Talking Movies

October 14, 2019

Notes on Gemini Man

Will Smith’s Gemini Man was the underwhelming film of the week early yesterday morning on Sunday Breakfast with Patrick Doyle.

Watching Gemini Man is a disconcerting experience, and not just because of the uncanny valley effect that (and this is very baffling) intermittently afflicts scenes with the CGI’d 1990s Will Smith. No, what truly disorients is that Ang Lee, director of Crouching Tiger, Hidden Dragon and Sense & Sensibility, has made a film of very occasional muddled and dull action surrounded by a cast of fine actors (Will Smith, Mary Elizabeth Winstead, Benedict Wong, Clive Owen) mumbling their way blankly thru endless tedious exposition in an idiotic script that waits for about 55 minutes to reveal what we know from the poster in the cinema lobby – that Will Smith is being hunted by his younger clone. David Benioff and Billy Ray are given the lion’s share of the credit for this mess after 20 odd years of development hell and one can only dream of what Andrew Niccol’s draft of this material might have done with the philosophical implications of cloning because this movie has zip interest except as a stepping stone to a shootout.

Listen here:

January 9, 2019

Hopes: 2019

Glass

They called him Mister…

Glass, an unlikely sequel

to Unbreakable

 

Cold Pursuit

U.S. remake, but…

with same director, Neeson

in for Skarsgard. Hmm.

 

Happy Death Day 2U

Groundhog Day: Part II.

I know what you Screamed before.

Meta-mad sequel.

 

Where’d You Go, Bernadette

Cate Blanchett missing,

Daughter on her trail, thru time,

Very Linklater…

Pet Sematary

Stephen King remake.

Yes, sometimes dead is better,

but maybe not here.

 

Shazam!

Chuck: superhero.

Big: but with superpowers.

This could be great fun.

 

Under the Silver Lake

It Follows: P.I.

Sort of, Garfield the P.I.

Riley Keough the femme

 

Pokemon: Detective Pikachu

Ryan Reynolds is voice

Pikachu is the shamus

PG Deadpool fun?

The Turning

of the screw, that is.

Mackenzie Davis the lead,

can the ghosts be real?

 

John Wick: Parabellum

Keanu is back

On a horse while in a suit

Killers in  pursuit

 

Ad Astra

James Gray does sci-fi,

Brad Pitt looks for dad in space,

Gets Conradian.

 

Flarksy

Rogen heart Theron;

High school crush, now head Canuck.

No problem. Wait, what?!

Ford v Ferrari

Mangold for long haul;

Le Mans! Ferrari must lose!

Thus spake Matt Damon

 

Hobbs and Shaw

The Rock and The Stath.

The director of John Wick.

This will be bonkers.

 

The Woman in the Window

Not the Fritz Lang one!

Amy Adams: Rear Window.

Joe Wright the new Hitch.

CR: Chris Large/FX

Gemini Man

Will Smith and Ang Lee,

Clive Owen and the great MEW,

cloned hitman puzzler.

 

Charlie’s Angels

K-Stew’s big comeback

French films have made her, um, hip?

Just don’t bite your lip…

 

The Day Shall Come

Anna Kendrick stars in-

Um, nobody knows a thing

Bar it’s Chris Morris

 

Jojo Rabbit

‘My friend Adolf H.’

is Taika Waititi-

this could get quite strange…

Fears: 2019

The Death and Life of John F Donovan

We have waited long,

Too long, for Dolan anglais,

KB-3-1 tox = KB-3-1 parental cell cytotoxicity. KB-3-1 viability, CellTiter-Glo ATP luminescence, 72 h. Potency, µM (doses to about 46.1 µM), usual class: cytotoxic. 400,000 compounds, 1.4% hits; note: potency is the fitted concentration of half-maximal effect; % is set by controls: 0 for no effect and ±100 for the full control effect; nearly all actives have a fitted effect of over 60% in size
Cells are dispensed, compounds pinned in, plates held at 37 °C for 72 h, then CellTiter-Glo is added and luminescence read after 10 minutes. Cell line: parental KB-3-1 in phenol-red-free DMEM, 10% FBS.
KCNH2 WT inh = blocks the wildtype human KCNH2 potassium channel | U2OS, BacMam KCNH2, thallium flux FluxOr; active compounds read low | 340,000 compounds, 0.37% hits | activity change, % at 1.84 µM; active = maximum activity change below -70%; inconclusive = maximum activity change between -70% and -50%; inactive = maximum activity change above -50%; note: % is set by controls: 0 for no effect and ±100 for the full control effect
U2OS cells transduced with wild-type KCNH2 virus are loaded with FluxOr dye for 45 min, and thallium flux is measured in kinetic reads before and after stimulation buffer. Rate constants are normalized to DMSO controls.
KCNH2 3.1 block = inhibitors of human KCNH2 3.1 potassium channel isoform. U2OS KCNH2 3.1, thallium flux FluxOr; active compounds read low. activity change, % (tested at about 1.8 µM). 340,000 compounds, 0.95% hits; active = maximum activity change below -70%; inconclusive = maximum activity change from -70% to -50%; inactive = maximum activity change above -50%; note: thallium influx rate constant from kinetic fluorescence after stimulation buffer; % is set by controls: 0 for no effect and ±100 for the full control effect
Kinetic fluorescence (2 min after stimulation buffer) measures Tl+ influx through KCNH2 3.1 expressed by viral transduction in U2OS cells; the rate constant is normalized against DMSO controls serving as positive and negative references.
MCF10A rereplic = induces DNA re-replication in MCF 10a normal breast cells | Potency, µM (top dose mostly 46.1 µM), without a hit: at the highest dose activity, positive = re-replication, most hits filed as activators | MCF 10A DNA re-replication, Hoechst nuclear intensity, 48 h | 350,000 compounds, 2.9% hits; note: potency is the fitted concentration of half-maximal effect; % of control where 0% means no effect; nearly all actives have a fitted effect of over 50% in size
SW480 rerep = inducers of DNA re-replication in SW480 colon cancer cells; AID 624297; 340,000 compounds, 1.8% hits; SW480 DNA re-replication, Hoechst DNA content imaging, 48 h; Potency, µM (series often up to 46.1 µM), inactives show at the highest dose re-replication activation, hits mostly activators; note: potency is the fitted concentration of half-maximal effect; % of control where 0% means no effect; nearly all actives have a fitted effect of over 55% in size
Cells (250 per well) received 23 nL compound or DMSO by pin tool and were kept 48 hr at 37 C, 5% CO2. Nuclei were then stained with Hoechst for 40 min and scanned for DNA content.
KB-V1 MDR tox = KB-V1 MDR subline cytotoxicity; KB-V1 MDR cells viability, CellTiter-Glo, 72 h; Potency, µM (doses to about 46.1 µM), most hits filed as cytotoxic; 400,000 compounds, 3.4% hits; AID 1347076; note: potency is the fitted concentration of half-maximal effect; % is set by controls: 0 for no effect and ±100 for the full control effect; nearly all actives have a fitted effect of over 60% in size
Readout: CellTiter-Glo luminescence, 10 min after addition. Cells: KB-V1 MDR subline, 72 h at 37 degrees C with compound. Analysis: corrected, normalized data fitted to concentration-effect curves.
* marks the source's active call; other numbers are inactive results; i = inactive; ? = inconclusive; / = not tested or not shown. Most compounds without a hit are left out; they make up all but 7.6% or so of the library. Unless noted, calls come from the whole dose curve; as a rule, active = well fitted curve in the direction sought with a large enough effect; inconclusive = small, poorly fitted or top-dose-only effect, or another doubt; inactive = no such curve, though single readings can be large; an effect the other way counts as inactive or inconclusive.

Now we fear for Snow

 

Captain Marvel

Brie Larson arrives

To save the day, 90s day.

Nick Fury’s phone friend

 

Dumbo

Tim Burton is back

Pointless ‘live action’ remake

This will not fly high

 

Avengers: Endgame

Free at last, says Bob.

Downey Jr’s contract’s up!

Snap away, Thanos!

Godzilla: King of Monsters

Um, may not contain

Godzilla… going by last

bait and switch movie

 

Men in Black: International

Thor plays dumb, again

Reunites with Valkyrie

But where is Will Smith?

 

X-Men: Dark Phoenix

It’s X-3 remade,

with little context for Jean,

who cares? C.G.I!

 

The Lion King

Like the classic one

But now CGI drawings

Why not just re-release?…

Once Upon A Time in Hollywood

QT does Manson.

Bad taste abounds, but also

Pitt, Leo, et al

 

New Mutants

Fox does X-horror.

X-Men that is, obscure ones.

They’re affordable

 

It: Chapter Two

They’re all grown up now.

But fear never does grow old.

Yet may be retread?

 

Joker

Phoenix: Mistah J.

Dark take, from Hangover man.

I’m Still Here: Part two?

The Goldfinch

Dickens in New York,

Bret Easton Ellis Vegas,

Tartt’s chameleon.

 

Zombieland 2

Hey, the gang is back!

But what can they do that’s new?

A needless sequel.

 

Terminator: Dark Fate

Arnie’s back. Again.

All save T-2 not canon.

But Linda H back!

 

Kingsman ‘3’

Hasty sequel two-

Except, gasp, it’s a prequel!

So, but still hasty.

The Man Who Killed Don Quixote

Critics applaud, not

because the thing is done well,

but because it’s done.

 

Star Wars: Episode IX

Fans don’t give a damn…

Who to kill off next? Lando?

Money grubbing sham.

 

Little Women

Gerwig’s needless film-

(Winona forever!)

-version seven. Sigh.

June 2, 2018

Jeff GoldBLUMSDAY

It’s back and bigger and better than last year’s debut celebration – Jeff GoldBLUMSDAY returns to the Lighthouse on June 16th.

Sure, some people will be dressing up in Edwardian boater hats and cycling around town pretending they’ve either actually read or read and liked James Joyce’s Ulysses. But some people will be dressing up in whatever feels right to celebrate the hesitations and mumblings of one cinema’s most famously uh-ing actors. Screen 3 is taken over the entire day to showcase the charisma of Goldblum from glorious cameos in blockbusters, to leading roles in dumb action and gory horror, and memorable supporting turns in rich drama and zany nonsense. Can anyone manage to see all 5 films? Someone will try…